So let's consider the song itself, in the context of the United Kingdom and its gloriously diverse peoples. It's very much based about the idea of the supremacy of the monarch, for a start. It's an obvious problem for those who want to see an end to monarchy itself, of course, as Jeremy Corbyn proved - don't sing because you're not a monachist and you get accused of 'hating your country', and all the other kind of jingoistic nonsense that some corners of the press (and even some far off corners of the current UK political world) seem to delight in. Those two things are not related - despite some of the anachronistic legal language we sometimes use, the Queen and Crown is no longer actually the state, and the UK is not merely an embodiment of its monarch. Holding a view that Monarchy, even Constitutional Monarchy, is no longer a suitable system for government, is no more 'disloyal' to the UK and its people than suggesting that maybe the first past the post electoral system isn't the best one out there.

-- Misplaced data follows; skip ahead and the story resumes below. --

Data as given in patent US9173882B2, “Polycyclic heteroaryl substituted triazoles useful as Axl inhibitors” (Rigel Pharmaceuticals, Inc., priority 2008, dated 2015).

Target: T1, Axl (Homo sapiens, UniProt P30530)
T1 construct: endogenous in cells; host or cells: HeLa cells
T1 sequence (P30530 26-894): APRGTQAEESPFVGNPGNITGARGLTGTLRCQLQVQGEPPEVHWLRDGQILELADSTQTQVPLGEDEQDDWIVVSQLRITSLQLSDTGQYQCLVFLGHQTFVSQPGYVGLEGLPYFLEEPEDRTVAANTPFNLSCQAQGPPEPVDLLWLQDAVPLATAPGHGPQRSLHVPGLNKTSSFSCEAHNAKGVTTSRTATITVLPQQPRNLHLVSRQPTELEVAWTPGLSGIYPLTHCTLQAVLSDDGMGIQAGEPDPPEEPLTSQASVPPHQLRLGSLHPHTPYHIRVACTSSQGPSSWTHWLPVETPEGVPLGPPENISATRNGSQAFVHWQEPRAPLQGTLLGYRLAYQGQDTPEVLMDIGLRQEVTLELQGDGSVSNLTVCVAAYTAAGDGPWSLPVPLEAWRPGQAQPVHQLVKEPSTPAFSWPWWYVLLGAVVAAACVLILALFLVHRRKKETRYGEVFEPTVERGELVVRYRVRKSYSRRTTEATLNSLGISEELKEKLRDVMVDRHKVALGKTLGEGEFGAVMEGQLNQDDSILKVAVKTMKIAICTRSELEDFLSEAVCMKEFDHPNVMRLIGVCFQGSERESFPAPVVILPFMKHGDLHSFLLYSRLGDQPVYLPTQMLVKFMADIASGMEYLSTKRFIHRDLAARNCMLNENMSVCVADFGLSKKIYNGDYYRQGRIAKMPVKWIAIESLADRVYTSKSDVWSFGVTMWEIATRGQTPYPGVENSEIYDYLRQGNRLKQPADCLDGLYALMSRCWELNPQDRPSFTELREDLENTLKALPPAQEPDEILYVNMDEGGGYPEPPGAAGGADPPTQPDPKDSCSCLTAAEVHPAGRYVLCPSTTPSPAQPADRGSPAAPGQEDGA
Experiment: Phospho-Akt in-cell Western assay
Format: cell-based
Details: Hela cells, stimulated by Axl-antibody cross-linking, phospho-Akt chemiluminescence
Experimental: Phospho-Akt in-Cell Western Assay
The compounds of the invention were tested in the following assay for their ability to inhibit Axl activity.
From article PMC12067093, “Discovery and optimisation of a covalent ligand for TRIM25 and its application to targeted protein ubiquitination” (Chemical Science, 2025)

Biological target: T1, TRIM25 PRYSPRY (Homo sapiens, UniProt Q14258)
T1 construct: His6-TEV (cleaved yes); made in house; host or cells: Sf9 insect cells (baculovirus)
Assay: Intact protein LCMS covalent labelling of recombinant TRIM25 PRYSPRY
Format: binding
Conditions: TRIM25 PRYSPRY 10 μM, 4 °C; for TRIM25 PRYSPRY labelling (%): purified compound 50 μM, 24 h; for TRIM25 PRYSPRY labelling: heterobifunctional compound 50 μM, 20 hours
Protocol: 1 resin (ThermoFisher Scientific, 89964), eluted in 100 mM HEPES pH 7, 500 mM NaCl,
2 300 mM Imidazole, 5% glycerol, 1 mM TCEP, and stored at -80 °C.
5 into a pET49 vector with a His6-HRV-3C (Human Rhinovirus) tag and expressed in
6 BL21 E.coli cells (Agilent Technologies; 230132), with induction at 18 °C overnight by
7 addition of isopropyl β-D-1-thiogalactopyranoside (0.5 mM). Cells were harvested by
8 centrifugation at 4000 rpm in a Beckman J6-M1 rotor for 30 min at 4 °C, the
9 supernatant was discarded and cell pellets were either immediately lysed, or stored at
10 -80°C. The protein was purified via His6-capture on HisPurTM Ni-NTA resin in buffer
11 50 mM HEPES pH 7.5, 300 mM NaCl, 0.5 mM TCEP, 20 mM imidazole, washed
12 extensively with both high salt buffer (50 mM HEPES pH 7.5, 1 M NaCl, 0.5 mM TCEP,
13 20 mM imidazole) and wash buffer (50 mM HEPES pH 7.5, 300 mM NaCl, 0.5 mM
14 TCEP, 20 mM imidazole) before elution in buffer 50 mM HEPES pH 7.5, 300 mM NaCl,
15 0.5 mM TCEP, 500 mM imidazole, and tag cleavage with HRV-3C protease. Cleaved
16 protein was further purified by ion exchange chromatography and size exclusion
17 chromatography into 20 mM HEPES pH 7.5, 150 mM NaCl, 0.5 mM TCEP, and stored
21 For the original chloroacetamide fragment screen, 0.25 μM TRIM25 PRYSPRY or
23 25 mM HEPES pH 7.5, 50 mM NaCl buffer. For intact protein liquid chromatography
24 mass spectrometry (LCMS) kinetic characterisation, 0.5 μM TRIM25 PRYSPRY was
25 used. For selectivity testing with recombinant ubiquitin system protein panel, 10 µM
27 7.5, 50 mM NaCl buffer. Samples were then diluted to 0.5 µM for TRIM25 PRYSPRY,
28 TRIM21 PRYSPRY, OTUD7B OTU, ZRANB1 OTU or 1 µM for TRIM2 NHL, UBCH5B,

Then there's the religious element, of course. There is an 'Established' church here in the UK, and some might suggest, I guess, that that makes the UK a nominally 'Christian' country on a formal basis and so that anthem can reflect that. That argument is total nonsense, of course, because the Church of England, as the name suggests, is the Established Church of....England. Other parts of the UK do not have an established church, so how can that religious element be justified for a UK anthem on that basis? It can't, quite clearly. In the modern world, the UK is a multi-religious country - we have many religions, many denominations, and a significant proportion of people who do not believe in any religion at all - if we have an anthem based on the Christian religion, are we not automatically excluding an awful lot of people from feeling the affinity that they could and should do with a song that is supposed to 'represent' them?